Physicians playing defense under the Stark Act: 20 things to know about the 21st Century Oncology self-referral investigation

Last week, The Wall Street Journal published an article detailing the government investigation of national radiation-oncology practice 21st Century Oncology, which focuses on the ordering of in-house tests with profitable Medicare reimbursements.

The article and the accompanying investigation are a few of a stream of government, media and false claims cases and articles which seem to focus on physicians as the culprits in medicine. While 21st Century's case may or may not provide a lesson in good practices, it highlights a growing perception of physicians as bad actors, putting many on the defensive.

Here are 21 things to know about the 21st Century Oncology situation.

1. 21st Century offers cancer treatment and radiation therapy in 275 locations across 16 states. It also includes a pathology lab in Fort Myers, Fla., which 21st Century Oncology started in 2009.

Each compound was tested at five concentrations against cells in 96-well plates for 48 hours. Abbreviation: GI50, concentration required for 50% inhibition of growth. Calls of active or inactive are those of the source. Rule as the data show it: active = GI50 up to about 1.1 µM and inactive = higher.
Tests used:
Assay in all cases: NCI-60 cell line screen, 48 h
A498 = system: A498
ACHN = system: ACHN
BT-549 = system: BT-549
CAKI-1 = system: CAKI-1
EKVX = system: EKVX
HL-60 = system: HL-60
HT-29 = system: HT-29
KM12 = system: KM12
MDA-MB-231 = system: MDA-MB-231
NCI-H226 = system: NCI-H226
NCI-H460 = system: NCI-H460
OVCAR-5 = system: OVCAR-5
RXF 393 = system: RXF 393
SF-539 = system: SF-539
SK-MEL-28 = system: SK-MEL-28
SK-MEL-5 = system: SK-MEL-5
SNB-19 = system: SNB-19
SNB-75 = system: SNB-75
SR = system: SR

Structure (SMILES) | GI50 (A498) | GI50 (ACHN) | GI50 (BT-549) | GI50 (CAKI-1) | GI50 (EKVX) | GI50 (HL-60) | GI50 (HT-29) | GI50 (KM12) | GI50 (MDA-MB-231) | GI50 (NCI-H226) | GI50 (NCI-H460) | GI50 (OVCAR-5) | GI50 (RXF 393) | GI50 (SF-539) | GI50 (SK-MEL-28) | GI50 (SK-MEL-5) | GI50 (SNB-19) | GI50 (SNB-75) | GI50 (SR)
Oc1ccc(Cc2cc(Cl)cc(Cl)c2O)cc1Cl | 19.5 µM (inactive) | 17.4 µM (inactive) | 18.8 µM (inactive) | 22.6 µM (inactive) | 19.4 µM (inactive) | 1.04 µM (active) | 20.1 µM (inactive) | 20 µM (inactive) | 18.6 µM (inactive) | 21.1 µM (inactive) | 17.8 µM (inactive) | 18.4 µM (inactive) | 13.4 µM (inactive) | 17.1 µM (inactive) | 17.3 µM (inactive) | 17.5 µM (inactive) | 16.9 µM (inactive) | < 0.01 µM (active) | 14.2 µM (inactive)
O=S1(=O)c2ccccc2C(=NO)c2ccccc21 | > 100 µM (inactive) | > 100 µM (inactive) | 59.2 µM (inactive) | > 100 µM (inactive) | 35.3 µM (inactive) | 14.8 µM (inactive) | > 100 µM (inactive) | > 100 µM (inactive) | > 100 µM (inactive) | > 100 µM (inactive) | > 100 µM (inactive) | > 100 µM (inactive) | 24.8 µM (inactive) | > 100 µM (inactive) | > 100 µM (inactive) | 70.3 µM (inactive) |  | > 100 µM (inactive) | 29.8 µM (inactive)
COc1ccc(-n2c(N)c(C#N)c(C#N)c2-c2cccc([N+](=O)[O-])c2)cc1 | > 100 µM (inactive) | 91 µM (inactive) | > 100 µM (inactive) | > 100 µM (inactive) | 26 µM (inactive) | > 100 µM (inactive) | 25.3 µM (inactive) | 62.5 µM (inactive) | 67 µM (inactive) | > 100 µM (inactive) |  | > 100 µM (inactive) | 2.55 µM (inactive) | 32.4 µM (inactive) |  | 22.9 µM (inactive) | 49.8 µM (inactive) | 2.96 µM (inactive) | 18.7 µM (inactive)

2. The Office of the Inspector General subpoenaed 21st Century Oncology Holdings in February for records of patients on which the company's urologists performed a particular bladder cancer test: florescent in-situ hybridization, or FISH, according to 21st Century Oncology Holdings' Securities and Exchange Commission filings. The government agency's aim in subpoenaing the records was to determine whether bladder cancer tests performed since 2007 were medically necessary, according to the WSJ report.

3. The Stark Law prohibits referrals by physicians to entities with which the physicians have a financial relationship. The law also includes several exceptions, which were based on various principles. For example, a core exception under the Stark Act allows group practices to provide lab, imaging and other services in their practice offices, the concept being that if the group was actually providing the services, it would be less likely to overorder them, and profit from them. In contrast, a practice shouldn't profit from referrals to outside labs.